Scientists: Table Salt to Increase Storage Density

Dennis Faas's picture

A tandem of researchers in Singapore claim to have discovered a way to use table salt as a means to increase the density at which bits of data can be stored on a hard disk drive platter.

Early projections indicate that this 'salty' method is actually 5 times more efficient than current hard disk densities.

The method was first introduced by Joel Yang, a scientist at the Institute of Materials Research and Engineering (IMRE) at Singapore's Agency for Science, Technology and Research.

Yang was able to hone his method using an extremely high-resolution e-beam lithography -- the same process by which fine nano-scale circuitry is created.

Salt More Efficient than Grains

Current technology uses tiny grains (between 7 nanometers and 8 nanometers in size) deposited on the surface of storage media.

To put it into perspective, a nanometer is one-billionth of a meter. Current NAND flash-based solid-state drives (SSDs) use some lithography processors that create circuitry about 25nm in width (a human hair is 3,000 times thicker by comparison). (Source:

Nevertheless, a single bit of data must still be stored within a cluster of these grains and not in any single grain.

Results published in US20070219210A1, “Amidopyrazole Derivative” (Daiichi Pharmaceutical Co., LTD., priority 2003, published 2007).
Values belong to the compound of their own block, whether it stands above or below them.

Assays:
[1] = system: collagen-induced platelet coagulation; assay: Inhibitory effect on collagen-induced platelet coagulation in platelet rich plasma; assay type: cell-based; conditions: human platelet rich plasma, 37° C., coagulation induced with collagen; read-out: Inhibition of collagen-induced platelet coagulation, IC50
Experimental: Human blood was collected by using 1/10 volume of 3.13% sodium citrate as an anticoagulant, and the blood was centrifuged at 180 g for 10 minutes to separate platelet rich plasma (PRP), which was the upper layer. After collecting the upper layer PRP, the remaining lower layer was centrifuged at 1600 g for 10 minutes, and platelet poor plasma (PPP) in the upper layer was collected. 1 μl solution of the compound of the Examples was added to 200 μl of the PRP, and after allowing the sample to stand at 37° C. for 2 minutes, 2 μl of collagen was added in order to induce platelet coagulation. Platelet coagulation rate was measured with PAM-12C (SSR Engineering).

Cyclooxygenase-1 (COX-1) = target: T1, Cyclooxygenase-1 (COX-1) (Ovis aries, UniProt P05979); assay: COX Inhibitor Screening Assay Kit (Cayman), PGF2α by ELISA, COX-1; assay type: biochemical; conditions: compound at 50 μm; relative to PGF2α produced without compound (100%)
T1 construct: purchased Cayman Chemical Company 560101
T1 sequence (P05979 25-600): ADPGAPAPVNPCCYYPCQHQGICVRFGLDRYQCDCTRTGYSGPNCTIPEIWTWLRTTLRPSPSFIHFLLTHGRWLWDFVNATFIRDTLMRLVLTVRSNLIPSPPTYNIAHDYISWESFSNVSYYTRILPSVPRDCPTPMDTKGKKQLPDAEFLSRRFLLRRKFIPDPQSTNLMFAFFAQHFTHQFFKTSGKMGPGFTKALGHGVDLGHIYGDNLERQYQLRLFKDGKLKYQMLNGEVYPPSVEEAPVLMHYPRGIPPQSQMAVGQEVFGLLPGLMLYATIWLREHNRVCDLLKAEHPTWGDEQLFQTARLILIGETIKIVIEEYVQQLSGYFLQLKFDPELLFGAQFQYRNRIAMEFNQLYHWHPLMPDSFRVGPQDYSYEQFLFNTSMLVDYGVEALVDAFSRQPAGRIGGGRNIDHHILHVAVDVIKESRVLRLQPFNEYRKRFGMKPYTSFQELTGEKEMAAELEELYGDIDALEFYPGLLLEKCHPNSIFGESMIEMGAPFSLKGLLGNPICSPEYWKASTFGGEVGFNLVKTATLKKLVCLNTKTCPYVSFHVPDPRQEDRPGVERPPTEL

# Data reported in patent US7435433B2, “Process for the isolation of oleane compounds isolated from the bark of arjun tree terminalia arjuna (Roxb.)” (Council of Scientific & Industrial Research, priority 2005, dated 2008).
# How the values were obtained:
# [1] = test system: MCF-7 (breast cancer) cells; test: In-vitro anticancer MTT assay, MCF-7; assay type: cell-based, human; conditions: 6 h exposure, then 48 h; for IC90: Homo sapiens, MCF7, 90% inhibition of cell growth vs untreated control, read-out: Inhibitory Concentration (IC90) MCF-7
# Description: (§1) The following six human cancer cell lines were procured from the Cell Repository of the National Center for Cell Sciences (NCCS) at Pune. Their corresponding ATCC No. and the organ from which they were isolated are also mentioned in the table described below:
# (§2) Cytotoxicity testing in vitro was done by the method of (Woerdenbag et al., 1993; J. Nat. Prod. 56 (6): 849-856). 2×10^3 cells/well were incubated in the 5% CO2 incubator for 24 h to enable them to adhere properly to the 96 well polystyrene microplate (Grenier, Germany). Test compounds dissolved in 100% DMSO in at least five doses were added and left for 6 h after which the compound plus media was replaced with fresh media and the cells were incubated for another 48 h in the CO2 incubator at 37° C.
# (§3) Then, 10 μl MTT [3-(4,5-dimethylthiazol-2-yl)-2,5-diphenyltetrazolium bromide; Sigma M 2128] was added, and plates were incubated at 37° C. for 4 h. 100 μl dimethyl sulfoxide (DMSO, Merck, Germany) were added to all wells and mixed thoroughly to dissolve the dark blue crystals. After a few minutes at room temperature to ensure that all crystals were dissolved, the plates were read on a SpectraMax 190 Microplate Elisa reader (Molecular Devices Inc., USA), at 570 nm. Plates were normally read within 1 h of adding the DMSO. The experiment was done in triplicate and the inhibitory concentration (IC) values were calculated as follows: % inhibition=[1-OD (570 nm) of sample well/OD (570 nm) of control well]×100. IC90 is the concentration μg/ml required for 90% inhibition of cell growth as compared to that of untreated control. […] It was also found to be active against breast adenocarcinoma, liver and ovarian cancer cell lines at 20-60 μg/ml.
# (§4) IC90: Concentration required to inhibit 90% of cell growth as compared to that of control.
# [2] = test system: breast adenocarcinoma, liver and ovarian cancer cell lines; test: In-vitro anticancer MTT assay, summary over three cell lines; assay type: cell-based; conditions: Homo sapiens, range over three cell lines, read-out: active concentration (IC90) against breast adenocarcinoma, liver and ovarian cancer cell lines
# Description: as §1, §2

By adding salt (or rather, sodium chloride) to the equation, researchers were able to produce highly-defined nanostructures that were as small as 4.5 nanometers. Furthermore, the bits make it possible to store information on a single structure.

In total, the researchers believe that the new process will support densities that range from 1.9 terabits per inch to 3.3 terabits per inch -- six times what a Seagate 4 terabyte drive is capable of. (Source:

Increasing Storage Density Further

And while such an innovation would likely cause many others to stop for a moment and enjoy the technological advancements they helped to create, the Singapore-based research team is already attempting to increase storage density even further, though no concrete plans have been divulged at this time.

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